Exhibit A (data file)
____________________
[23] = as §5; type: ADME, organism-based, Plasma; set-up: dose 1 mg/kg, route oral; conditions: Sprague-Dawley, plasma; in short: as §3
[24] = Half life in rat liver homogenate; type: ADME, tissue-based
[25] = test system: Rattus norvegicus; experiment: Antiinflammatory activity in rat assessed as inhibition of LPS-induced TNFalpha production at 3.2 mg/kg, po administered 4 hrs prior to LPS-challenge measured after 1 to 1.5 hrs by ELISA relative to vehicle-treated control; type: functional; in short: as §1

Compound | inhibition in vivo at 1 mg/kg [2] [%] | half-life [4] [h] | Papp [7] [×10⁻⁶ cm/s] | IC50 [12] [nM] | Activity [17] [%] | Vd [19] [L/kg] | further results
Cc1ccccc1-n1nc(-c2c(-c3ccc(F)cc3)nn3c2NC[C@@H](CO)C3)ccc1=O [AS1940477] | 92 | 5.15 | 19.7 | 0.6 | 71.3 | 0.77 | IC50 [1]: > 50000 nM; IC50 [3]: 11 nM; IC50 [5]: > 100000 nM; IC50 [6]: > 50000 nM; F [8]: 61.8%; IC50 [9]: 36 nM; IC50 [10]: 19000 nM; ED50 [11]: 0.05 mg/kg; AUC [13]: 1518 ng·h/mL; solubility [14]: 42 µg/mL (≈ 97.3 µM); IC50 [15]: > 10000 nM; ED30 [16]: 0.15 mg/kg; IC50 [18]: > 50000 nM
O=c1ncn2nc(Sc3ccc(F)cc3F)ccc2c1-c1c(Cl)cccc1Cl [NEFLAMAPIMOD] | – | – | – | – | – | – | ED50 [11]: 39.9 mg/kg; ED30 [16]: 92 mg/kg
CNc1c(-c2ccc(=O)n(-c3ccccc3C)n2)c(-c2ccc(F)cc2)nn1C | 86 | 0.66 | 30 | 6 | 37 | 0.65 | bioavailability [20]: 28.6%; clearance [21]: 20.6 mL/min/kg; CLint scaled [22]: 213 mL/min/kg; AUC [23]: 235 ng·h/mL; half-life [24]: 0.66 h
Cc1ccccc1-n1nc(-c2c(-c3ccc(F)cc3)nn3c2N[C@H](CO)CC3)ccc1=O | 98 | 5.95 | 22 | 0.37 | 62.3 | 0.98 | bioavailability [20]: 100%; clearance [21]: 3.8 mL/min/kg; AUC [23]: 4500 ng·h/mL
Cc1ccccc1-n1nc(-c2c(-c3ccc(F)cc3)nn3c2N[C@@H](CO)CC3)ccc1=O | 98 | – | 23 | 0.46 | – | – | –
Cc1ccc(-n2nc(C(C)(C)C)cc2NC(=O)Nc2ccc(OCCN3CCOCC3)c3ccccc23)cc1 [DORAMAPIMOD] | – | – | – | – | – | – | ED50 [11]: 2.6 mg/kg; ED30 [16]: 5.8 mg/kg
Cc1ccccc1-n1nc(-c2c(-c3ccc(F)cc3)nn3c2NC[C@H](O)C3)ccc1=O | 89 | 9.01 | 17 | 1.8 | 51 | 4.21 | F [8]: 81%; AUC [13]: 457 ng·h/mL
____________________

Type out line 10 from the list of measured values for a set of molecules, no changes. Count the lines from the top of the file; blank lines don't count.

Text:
Cc1ccc(-n2nc(C(C)(C)C)cc2NC(=O)Nc2ccc(OCCN3CCOCC3)c3ccccc23)cc1 [DORAMAPIMOD] | – | – | – | – | – | – | ED50 [11]: 2.6 mg/kg; ED30 [16]: 5.8 mg/kg